Wednesday, August 23, 2006
I like being surprised by a dish or two when dining at a place whose existence seems to only be to fill one's stomach, not bothering about one's taste buds. And look what I discovered in Nanyang Technological University's canteen A. This bowl of ban mian hei tang really brightened my lecture-filled day.
Ban mian hei tang loosely translates to 'hand-made noodles in black soup'. Typically, your choice of hand-made noodles are served in a light broth with minced pork, greens and an egg, garnished with fried ikan billis (anchovies).
As oddly intriguing as it sounds, the dish actually tastes better than it sounds or looks. Sadly, like most lazy hand-made noodles stalls on the rest of the island, this stall uses a machine to roll out and cut its noodles. I still feel that cold steel lacks the warmth of the human hand. But alas, most in Singapore, having been blinded by commercialism, actually fail to understand this.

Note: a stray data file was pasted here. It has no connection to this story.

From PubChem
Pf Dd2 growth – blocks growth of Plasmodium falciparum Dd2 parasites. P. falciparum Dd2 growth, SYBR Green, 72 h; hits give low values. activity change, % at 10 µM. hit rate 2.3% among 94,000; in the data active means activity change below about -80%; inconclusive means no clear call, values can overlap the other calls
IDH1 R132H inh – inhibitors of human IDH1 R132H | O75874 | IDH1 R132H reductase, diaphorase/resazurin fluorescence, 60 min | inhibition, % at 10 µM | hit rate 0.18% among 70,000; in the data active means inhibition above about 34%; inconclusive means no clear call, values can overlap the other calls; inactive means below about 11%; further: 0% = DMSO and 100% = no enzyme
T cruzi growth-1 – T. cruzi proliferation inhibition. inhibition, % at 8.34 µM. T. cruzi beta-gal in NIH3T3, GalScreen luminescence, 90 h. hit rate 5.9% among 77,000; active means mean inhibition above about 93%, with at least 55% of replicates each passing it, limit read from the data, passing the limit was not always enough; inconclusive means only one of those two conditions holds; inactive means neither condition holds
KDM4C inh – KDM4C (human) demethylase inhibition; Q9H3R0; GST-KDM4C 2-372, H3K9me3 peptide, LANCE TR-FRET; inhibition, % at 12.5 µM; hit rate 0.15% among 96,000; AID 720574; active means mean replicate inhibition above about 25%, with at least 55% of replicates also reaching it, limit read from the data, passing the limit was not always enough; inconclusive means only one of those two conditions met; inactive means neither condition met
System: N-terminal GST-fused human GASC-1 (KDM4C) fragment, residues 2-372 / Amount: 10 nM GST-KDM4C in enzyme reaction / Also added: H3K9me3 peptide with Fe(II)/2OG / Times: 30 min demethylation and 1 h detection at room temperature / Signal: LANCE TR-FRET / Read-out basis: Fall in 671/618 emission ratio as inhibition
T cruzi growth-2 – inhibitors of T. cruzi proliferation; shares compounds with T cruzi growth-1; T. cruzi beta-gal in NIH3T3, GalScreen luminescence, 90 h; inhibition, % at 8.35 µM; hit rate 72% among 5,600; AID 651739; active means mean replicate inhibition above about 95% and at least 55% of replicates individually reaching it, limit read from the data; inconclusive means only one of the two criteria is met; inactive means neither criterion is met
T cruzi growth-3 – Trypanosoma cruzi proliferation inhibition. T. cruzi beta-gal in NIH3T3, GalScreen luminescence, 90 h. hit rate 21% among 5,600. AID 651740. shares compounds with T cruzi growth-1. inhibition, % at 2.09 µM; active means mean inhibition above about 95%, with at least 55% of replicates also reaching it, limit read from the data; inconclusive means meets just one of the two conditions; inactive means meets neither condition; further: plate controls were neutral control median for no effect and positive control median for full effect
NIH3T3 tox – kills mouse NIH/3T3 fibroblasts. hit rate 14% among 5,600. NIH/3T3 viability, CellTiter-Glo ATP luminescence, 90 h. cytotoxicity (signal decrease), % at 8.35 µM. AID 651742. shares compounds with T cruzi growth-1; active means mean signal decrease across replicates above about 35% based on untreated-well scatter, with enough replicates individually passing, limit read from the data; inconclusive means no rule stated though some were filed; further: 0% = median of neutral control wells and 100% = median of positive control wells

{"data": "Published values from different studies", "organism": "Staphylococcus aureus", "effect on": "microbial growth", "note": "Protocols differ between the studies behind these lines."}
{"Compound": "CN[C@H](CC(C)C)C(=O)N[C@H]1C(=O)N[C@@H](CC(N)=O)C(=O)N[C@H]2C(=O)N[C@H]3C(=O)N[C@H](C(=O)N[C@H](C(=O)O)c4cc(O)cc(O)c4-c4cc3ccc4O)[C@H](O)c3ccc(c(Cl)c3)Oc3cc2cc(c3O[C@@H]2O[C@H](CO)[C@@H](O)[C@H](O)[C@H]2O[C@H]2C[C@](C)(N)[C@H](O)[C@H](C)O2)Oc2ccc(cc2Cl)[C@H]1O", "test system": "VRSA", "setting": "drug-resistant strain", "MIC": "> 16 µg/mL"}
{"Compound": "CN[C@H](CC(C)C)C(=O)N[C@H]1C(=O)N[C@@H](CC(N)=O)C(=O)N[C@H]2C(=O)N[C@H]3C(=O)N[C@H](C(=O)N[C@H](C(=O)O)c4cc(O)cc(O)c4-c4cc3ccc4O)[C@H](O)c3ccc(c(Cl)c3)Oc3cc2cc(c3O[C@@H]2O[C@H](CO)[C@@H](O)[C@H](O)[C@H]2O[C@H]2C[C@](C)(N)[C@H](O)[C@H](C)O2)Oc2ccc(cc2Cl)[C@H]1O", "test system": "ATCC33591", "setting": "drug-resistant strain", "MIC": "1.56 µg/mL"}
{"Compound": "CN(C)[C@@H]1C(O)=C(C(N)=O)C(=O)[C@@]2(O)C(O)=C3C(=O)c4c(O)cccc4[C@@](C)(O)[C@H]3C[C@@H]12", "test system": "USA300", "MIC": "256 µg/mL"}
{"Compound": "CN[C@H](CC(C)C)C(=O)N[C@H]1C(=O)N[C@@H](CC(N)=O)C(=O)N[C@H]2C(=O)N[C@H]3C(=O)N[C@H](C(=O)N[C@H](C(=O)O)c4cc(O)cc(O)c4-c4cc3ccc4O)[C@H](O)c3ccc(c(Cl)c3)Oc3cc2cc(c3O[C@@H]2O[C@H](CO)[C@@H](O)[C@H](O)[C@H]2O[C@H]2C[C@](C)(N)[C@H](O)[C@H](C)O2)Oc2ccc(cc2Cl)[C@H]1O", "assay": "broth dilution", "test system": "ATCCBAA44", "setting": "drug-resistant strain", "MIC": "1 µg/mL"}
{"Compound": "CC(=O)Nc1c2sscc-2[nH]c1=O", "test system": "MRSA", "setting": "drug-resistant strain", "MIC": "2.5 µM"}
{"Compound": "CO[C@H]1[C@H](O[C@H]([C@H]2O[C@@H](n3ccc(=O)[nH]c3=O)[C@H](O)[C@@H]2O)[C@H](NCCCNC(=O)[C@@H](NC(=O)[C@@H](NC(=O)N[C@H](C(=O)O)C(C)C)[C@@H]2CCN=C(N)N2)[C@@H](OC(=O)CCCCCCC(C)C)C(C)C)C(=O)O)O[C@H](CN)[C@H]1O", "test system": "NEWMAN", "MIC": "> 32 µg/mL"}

Actually the blackish broth is meant for a pork and flour vermicelli dish but because I felt that flat egg noodles would keep me more satiated, I informed the uncle at the stall to make the switch. A change that would definitely taste better than the original clear broth. Add a spoonful of chilli and it gives the dish an additional dimension. The chilli prepared by the Chinese lady, is similar to those used in authentic Chinese recipes and mala steamboat. Chilli and Szechuan peppercorns among other spices are fried and grounded, infusing the surrounding oil. This makes the ban mian hei tang fragrant, spicy and rich. Don't over do the chilli unless you are a dragon or risk your taste buds getting numbed by magic.
Xi An Snacks
Nanyang Technological University
Chew On This: The numbing sensation you get from the above-mentioned chilli is due to the Szechuan peppercorns. Also known as hua jiao, this small but intensely fragrant and hot spice is a favourite in Szechuan cooking.
PS: Thanks Ryan for the camera and picture above.